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Reproduction Industrial Style Furniture Enters the Market

Updated on September 29, 2011
Two styles of reproduced glass-sided cabinets sold by Restoration Hardware. Left: with drawers, $995; right: $895.
Two styles of reproduced glass-sided cabinets sold by Restoration Hardware. Left: with drawers, $995; right: $895. | Source
Reproduction of a Toledo Steel stool.  Sold by Restoration Hardware, retail $345.
Reproduction of a Toledo Steel stool. Sold by Restoration Hardware, retail $345. | Source

Close copies of industrial-styled furniture began appearing on a broad scale in the American market in mid 2011.

Vintage industrial-styled furniture—also referred to as “loft” or “machine age”—includes the tables, chairs, desks, shelves, storage units, work benches, work stools, and other accessories originally used in workshops, factories and other commercial or business settings. Demand for vintage pieces in this category have far outpaced demand for more traditional antique styles and prices have increased roughly fivefold over the past five to six years.

While these new pieces all begin as legitimate products offered by highly respected retailers, all reproductions eventually, inevitably cause confusion in the antiques and collectibles market.

Among furniture being reproduced is a wide range of stools and chairs resembling vintage products of the Toledo Metal Furniture Company. Originals were designed and patented by founder Clement Uhl and made in Toledo, Ohio from around 1900 through the mid 1950s. Originals are considered classics of Machine Age design and can bring $350-$750 each depending on form, model and condition. Reproductions are priced from about $300 to $450.

The reproductions are very close copies down to the truss-rail leg assembly, a hall mark of authentic Uhl chairs. New chairs have solid wood seats and backs; the earliest originals had laminated plywood seats and backs but later switched to solid wood seats and backs. Some originals have remains of paper labels; some, but very far from all originals, may or may not have stamped patent numbers or factory nameplates. New chairs, made overseas, are required to be marked with the country of origin but that requirement is met with easily removed paper labels. Early originals were constructed primarily straight slotted bolt heads and rivets. Phillips head screws generally are as sign of either late original production or the current reproductions.

New stools and chairs come with either chrome finishes or are painted in typical industrial colors like olive drab or khaki. Many of the new finishes are intentionally distressed, or antiqued, at the factory so paint and finish wear should never be used as a test of age.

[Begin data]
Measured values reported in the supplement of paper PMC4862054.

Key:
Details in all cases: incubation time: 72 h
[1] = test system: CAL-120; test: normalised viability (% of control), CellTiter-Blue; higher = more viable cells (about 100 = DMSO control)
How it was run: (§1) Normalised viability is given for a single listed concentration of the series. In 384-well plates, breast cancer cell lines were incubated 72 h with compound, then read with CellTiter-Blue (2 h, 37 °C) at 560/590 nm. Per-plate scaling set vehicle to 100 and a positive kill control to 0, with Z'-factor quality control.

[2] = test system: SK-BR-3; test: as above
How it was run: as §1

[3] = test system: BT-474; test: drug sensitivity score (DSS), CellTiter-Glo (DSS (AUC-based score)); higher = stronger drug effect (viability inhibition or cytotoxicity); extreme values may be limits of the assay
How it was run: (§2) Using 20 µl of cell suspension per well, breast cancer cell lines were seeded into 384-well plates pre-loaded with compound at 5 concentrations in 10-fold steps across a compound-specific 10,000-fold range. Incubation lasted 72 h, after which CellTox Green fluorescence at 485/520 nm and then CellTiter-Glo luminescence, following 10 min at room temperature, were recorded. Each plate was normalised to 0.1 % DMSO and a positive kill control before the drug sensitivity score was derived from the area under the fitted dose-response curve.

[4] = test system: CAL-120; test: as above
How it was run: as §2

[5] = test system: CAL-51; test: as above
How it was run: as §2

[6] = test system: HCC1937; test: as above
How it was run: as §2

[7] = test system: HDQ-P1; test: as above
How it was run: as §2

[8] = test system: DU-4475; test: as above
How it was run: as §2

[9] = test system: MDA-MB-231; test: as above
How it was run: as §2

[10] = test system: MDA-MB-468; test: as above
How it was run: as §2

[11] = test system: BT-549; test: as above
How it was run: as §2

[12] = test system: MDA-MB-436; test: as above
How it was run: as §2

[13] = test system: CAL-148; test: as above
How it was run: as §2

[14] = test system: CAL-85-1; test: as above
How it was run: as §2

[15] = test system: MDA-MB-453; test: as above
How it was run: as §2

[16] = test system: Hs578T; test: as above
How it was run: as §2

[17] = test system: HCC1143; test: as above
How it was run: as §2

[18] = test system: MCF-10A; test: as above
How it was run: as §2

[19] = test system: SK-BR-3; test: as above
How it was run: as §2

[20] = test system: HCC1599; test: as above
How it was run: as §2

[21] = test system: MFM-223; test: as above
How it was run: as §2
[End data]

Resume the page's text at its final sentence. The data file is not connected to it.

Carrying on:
Another broad group of industrial furniture being reproduced is a series of glass-sided and metal framed cabinets commonly called pharmacy, medical, hospital or doctor’s cabinets. Originals were used to hold various medical supplies such as swabs, antiseptics, bandages, towels and other noncritical material. Most are oriented vertically with front faces doors or a combination of doors and drawers. As the industrial look rose in popularity, so did this style of vintage cabinets. Ten years ago these were considered slow movers and avoided by most dealers. Today, they command $200 and up for small sizes; larger more intricate pieces can bring over $1,000. New cabinets sell from $400 and up.

Vintage cabinets may or may not be marked. The most common marking is an inventory plate from a hospital, clinic or university. Similar plates from medical supply firms may also be found on some originals. Again, although the country of origin is required to appear on the new cabinets, the requirement is met by simple paper labels which are often missing. All the hardware—like hinges, handles and bits and pieces—on new cabinets is attached with Phillips head screws. The great majority of hardware on pre1940 originals is attached with straight slotted headed screws or rivets, not Phillips screws. All the new cabinets come with shiny chrome locks. Very few original cabinets had locks. The sides are glass and easily broken if someone really wants in the cabinet. Locks on new cabinets are mostly aesthetics, not for any practical reason.

New cabinets come in two finishes, white enamel and brushed steel. Original cabinets were never made in brushed unpainted steel because that finish couldn’t be practically maintained. Some original cabinets have a porcelain finish over steel but most were baked enamel. The most common original color is white but a hospital pale green was also made and occasionally a reddish beige. It’s not uncommon to find original cabinets repainted after they were removed from service. New cabinets have modern screw-type levelers on their feet. Feet on many originals were plain; any levelers were very plain and did not have plastic pads.

Many pieces of new industrial-styled furniture including Toledo stools and glass sided cabinets can be seen in most of the 100 retail outlets of Restoration Hardware or their website

There is nothing wrong with selling a reproduction as a modern decorative item. Misunderstandings arise only when a modern product is knowingly, or through either ignorance, sold as a vintage object. If you’re buying in the secondary market, be sure the seller clearly states the approximate date of production of the item purchased on your written receipt.

By Mark Chervenka for Ruby Lane


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